I think with the guardian it began with good intentions. He didn’t know Amanda. He was suddenly thrown into this role with all this responsibility over a disabled person. He didn’t know how smart she was. She was disabled. That was all she knew. His world was turned upside down. I supported him as much as I could. But then I disagreed with one of his decisions, and all hell broke loose. I was insubordinate. He has since found out exactly how insubordinate I am. But he makes Amanda pay for it. He is attempting to beat us into submission using punishment, the old school way for those who don’t know other alternatives to problem-solving — or maybe don’t care. It has become a snowball — the angrier I get, the more he grinds down on Amanda, and the more she suffers, the angrier I get.
I’ve tried reasoning with that one but logic is out the window. He is under the influence of too many mean people.
Our siblings are crazy-makers. I doubt anyone would be able to run this gauntlet of viciousness, deceit, and control without going a little mad.
But Amanda, although shaken by these experiences, marches on.
And she forgives them all.
And still loves them all.
Friends and relatives see this happening to Amanda and they say nothing. Part of the reason they don’t get involved is due to vicious backlash.
One extended family member came forward not long ago and tried to bring some peace to the situation. He was verbally bashed by so many siblings that he backed off.
After all, who needs that?
Amanda misses out on a lot of social opportunities due to the weirdness of the guardianship situation, and the way she is kept in a virtual strait jacket. Relatives who could call her, don’t. They don’t want to deal with it. This included our brother Jon. Amanda missed out on a lot of conversations with him, due to her guardian’s issues.
There are others, too, who stay away for the same reason. I could say it is their loss, but actually it poses a tremendous loss for Amanda. Jon is now gone forever. So I guess the guardian wins?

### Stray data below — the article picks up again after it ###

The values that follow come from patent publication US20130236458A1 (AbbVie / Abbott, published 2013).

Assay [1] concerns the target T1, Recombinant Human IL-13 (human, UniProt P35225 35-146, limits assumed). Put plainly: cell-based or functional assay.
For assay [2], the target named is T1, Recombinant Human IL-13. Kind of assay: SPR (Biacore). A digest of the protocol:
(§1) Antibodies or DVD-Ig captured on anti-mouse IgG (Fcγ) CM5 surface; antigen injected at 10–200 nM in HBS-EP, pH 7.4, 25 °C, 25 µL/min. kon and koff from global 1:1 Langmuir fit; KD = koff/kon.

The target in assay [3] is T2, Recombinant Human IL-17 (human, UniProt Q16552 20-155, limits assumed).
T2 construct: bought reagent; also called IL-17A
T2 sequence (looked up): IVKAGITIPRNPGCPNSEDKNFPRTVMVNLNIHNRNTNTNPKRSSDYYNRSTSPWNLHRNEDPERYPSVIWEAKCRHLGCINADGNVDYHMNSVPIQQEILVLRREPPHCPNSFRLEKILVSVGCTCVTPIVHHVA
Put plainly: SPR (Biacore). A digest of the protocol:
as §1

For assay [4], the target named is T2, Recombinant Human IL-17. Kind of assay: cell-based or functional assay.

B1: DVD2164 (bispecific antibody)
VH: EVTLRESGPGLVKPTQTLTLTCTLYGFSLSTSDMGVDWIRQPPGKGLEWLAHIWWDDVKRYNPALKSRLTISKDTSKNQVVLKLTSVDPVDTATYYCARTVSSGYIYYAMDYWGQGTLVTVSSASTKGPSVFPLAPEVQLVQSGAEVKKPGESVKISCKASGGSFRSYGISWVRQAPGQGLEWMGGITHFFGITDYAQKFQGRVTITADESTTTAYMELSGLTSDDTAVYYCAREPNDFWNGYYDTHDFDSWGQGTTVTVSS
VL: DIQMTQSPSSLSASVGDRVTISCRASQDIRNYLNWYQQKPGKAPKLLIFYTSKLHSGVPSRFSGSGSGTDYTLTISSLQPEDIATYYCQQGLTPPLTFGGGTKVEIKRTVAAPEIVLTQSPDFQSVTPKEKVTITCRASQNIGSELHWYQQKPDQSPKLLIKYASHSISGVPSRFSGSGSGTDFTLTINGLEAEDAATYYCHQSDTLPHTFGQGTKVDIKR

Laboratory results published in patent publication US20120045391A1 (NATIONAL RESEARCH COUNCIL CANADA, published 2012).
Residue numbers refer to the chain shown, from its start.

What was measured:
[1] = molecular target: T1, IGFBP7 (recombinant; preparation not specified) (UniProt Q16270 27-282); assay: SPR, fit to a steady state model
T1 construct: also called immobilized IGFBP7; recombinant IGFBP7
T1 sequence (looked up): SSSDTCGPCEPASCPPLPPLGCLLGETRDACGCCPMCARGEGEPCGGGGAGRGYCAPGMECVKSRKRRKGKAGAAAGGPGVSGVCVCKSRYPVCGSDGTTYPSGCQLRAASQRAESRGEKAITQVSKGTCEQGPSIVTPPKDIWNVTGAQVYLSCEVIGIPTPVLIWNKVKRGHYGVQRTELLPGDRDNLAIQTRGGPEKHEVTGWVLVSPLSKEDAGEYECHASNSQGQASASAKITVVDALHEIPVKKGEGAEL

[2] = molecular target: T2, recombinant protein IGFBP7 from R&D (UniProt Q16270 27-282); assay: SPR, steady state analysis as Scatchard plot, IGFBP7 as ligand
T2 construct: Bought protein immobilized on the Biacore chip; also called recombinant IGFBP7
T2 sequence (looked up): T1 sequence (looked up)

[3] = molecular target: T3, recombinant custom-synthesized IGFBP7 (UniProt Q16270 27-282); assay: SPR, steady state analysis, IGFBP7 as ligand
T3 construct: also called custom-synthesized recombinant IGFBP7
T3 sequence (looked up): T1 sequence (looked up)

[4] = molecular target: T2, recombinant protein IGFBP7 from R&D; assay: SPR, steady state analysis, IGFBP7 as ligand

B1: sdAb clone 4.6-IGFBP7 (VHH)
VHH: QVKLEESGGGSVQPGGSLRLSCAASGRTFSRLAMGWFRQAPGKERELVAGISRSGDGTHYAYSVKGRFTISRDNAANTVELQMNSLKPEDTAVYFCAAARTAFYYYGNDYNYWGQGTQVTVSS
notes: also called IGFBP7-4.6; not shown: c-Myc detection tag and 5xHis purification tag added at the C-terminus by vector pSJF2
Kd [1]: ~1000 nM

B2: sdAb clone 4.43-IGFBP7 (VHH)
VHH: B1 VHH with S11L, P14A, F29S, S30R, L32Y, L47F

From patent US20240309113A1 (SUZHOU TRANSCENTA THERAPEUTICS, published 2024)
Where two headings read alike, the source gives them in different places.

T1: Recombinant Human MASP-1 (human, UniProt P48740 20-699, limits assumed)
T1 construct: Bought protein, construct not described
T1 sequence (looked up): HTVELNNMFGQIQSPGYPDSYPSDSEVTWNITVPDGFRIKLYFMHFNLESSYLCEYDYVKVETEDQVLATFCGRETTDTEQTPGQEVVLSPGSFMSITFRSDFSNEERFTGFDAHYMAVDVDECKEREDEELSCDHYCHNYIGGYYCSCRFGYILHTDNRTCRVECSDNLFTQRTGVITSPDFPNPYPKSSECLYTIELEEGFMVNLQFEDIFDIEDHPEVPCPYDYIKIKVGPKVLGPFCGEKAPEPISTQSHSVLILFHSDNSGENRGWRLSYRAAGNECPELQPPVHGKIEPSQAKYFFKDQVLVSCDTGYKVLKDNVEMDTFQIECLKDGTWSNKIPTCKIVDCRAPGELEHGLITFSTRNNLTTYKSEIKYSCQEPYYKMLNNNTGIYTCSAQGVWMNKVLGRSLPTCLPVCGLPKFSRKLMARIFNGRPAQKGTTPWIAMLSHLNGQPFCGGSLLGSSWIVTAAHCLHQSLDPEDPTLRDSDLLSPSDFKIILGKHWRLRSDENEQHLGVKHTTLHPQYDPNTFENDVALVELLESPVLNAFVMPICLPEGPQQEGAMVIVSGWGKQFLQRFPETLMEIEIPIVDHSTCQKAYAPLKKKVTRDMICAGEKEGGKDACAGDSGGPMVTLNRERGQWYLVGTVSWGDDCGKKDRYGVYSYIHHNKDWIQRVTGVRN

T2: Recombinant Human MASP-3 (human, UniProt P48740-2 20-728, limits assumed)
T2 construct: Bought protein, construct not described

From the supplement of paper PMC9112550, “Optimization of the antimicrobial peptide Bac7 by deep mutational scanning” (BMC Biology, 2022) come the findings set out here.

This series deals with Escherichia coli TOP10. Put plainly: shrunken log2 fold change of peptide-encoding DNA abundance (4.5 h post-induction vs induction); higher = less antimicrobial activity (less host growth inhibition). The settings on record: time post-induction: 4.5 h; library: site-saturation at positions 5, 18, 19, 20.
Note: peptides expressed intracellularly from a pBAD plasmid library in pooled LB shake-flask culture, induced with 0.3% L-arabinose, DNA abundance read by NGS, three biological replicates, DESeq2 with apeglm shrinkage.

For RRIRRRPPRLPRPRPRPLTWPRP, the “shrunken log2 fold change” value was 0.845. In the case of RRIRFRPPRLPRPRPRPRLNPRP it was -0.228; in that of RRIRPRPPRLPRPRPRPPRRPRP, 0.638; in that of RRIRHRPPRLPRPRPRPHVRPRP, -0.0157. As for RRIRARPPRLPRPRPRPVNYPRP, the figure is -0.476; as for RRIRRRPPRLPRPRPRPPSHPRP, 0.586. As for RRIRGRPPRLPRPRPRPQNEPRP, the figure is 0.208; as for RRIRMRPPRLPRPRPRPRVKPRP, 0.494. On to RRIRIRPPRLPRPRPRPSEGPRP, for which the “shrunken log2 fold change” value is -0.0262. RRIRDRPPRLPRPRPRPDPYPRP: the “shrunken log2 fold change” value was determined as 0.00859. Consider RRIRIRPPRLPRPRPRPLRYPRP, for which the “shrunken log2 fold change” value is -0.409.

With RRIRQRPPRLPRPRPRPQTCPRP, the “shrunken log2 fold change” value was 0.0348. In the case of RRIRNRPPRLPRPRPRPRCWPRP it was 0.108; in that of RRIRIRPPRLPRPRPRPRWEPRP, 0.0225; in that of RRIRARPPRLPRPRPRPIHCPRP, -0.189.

Considering the circumstances, therefore, I am really impressed by my ex husband’s bravery. He would agree that I never thought of him as particularly brave. Smart, yes. Funny, yes. We shared a pretty long history together — 12 years — before things went south. During those years, as his letter pointed out, he spent a lot of time with Amanda. The two of them bonded.
His letter is an affidavit for me to submit when I file the next petition for Amanda. I won’t go into the ridiculousness of how difficult it is to get a ruling against a guardian, even when you just want to see a movie with the ward, who happens to be your sister!
But it helps, at least in terms of moral support, to have someone who will speak the simple truth.
I had other friends and relatives submit letters to the court in the past, but Bruce’s is especially important because he actually lived with Amanda and me, for days and weeks and months at a time, for over a decade.
He wrote facts the siblings don’t want the court to know. Among other things, he wrote:
That I was Amanda’s favorite sibling and she preferred time with me even over those closer to her in age.
That while she stayed with us, I put her on a diet and exercise program, and I handled it with care and patience.
That I took her to the doctor.
That I was instrumental in helping her learn to read and write.
There is so much more. He said that I would be an exceptional guardian, and he pointed out many reasons why.
The thing that makes this most touching is not only that Bruce and I have been estranged for a while, but because he has chosen to maintain relationships with the part of my family that despises me. He is sure to receive some heat for this decision. And he knows full well how bad they are.
This is a great example of one person who has seen a bad situation, and did what he could to change it, and who spoke the truth, consequences be damned, because it is the right thing to do.
I wish everyone had this kind of courage.
“Our lives begin to end the day we become silent about things that matter.” – Martin Luther King, Jr